Prime Minister (PM) Mr. Narendra Modi has set attractive goals for achievement. He has galvanized the public to perform civic duties with zeal. He inspired ordinary people. This is a big achievement. Yet, this writer fears that a serious flaw in the PM’ approach precludes chances of sustained progress. Doubtless there will be improvement over the past. Surely that is not enough. The PM’s and the public expect much more. It is those expectations that might be belied by the way the PM is going about his job.
This writer has long held a minority view that there cannot be effective governance without systemic reform in Indian democracy. To introduce that reform the provisions of our written Constitution must be scrupulously followed. That would imply changed roles for the President, the Governors, the local bodies and our legislators. All changes would adhere strictly to the letter and spirit of the Constitution which at present is brazenly violated. Mr. Modi has spared no thought to correctly interpret our written Constitution but has plunged into projects in an ad hoc manner. One example should suffice.
In his cleanliness and development drive the PM has urged all MPs to adopt one village each to make it a model village. Now here is the rub. If MPs diligently follow the PM’s instructions they would devote a major part of their time to develop the adopted villages. We have already seen how the development fund granted to each MP for his constituency has been misused to achieve poor results. That decision too was flawed and vitiated the system. The current policy for model villages is equally flawed. Contrast how the government is trying to achieve its goal with what it would have been doing if there was systemic reform.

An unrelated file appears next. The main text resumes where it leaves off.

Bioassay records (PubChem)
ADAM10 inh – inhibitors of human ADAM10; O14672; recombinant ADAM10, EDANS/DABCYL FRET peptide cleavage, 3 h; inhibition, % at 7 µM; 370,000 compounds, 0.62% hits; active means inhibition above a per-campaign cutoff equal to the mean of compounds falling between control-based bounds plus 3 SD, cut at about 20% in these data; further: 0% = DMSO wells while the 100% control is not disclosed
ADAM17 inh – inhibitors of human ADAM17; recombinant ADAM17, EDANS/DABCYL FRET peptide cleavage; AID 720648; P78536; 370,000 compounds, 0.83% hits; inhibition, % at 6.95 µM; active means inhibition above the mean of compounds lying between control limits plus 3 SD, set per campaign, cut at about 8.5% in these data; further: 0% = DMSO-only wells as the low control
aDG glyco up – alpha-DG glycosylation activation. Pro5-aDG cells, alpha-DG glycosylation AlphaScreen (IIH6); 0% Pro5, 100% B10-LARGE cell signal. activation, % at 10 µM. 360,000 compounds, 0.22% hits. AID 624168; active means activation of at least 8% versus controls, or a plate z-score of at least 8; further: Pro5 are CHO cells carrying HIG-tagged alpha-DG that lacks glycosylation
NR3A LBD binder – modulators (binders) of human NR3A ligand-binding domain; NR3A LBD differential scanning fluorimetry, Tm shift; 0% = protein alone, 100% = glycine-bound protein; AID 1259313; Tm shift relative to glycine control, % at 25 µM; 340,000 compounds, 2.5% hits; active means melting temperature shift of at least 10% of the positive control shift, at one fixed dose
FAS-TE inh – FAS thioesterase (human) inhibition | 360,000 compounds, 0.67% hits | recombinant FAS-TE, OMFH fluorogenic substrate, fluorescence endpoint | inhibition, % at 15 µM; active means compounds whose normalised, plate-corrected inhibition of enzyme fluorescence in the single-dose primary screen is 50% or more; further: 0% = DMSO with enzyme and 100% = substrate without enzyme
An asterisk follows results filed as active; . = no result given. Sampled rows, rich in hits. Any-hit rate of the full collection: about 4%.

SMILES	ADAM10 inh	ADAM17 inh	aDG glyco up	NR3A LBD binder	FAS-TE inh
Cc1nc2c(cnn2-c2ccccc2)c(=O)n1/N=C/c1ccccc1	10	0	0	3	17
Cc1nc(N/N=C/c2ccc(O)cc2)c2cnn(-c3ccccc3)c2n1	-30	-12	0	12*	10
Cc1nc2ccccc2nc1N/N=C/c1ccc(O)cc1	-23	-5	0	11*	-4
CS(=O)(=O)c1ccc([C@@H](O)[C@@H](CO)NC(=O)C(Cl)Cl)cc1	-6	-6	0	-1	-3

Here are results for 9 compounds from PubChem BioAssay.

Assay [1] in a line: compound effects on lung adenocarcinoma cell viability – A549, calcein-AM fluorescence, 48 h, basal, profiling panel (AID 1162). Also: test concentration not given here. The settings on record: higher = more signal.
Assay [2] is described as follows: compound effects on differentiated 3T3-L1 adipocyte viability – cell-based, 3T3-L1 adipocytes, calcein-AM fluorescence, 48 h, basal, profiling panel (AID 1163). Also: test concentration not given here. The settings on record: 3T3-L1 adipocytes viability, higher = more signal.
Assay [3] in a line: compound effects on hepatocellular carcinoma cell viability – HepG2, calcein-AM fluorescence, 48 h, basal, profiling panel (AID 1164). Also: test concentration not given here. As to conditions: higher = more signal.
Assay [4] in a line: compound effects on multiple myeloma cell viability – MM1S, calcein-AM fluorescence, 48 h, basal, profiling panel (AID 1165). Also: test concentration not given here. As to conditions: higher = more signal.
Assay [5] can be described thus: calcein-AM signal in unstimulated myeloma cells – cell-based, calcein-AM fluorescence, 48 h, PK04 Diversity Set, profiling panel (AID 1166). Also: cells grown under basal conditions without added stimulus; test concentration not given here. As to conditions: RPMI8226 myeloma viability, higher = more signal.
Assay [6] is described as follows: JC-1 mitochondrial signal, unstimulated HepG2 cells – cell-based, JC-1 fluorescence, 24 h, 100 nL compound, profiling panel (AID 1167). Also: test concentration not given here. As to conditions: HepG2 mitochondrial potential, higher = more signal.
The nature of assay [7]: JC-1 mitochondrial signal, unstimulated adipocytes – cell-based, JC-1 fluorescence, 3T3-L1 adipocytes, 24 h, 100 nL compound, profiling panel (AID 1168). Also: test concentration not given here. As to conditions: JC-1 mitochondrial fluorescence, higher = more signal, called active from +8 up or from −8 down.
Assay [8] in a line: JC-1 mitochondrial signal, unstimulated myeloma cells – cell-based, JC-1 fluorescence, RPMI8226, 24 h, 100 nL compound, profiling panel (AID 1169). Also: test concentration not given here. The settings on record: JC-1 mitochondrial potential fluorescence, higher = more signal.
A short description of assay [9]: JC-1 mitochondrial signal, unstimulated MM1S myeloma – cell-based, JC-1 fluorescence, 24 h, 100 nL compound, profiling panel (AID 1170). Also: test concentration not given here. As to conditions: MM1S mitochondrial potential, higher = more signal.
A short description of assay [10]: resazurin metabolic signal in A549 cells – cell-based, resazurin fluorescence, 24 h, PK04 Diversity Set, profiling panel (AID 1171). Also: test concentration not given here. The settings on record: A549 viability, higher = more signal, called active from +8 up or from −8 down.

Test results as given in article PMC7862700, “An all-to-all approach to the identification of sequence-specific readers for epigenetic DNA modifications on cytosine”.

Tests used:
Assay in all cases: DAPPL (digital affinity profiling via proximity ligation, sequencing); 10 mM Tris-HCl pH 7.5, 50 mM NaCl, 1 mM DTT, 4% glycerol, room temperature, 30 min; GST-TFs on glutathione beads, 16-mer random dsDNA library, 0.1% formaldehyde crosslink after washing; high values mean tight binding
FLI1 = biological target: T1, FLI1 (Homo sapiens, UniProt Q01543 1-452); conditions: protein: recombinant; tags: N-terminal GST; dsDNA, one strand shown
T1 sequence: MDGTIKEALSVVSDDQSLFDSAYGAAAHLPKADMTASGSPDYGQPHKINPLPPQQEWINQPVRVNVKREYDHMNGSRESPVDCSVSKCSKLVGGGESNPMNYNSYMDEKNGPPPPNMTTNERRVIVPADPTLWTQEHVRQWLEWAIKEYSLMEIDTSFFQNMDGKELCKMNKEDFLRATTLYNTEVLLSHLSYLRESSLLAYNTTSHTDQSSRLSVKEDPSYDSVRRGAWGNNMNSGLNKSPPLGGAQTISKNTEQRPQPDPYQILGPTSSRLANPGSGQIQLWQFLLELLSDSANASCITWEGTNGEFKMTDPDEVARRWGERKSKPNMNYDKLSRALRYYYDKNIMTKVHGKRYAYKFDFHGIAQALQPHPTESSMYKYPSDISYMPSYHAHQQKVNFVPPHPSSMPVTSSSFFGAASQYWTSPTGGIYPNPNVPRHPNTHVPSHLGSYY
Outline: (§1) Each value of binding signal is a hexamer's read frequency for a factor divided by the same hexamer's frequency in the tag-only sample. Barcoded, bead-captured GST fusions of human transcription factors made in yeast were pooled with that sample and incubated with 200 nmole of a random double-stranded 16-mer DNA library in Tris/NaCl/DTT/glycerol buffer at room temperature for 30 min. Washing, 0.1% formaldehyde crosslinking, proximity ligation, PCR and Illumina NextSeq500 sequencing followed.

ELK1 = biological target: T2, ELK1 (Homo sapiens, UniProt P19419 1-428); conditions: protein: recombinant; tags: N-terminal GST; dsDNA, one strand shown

Members of Parliament are not expected to perform executive functions. They are expected to monitor legislation to ensure that public interest is protected through new laws and executive orders. At present they are woefully negligent in discharging this duty. Performance of parliament is universally criticized. Overseeing expenditure for development in the constituency and the development of an adopted village are executive tasks requiring considerable time and attention. These tasks should have been left to the elected executives of local bodies, of assembly constituencies and of parliamentary constituencies. The MP or MLA like the Speaker of a legislature chair periodic meetings of the elected executives answerable to their respective councils to ensure democratic functioning. Execution and policy formulation should be left solely to the citizens directly affected by development plans at each level of governance.
Due to the PM’s ad hoc approach which is in accordance with the prevalent political culture and system, achievement in development will be marred by arbitrary decisions while the legislative performance of MPs will continue to deteriorate. If the PM is serious about achieving his avowed goals it is time he paid attention to the crying need for systemic reform.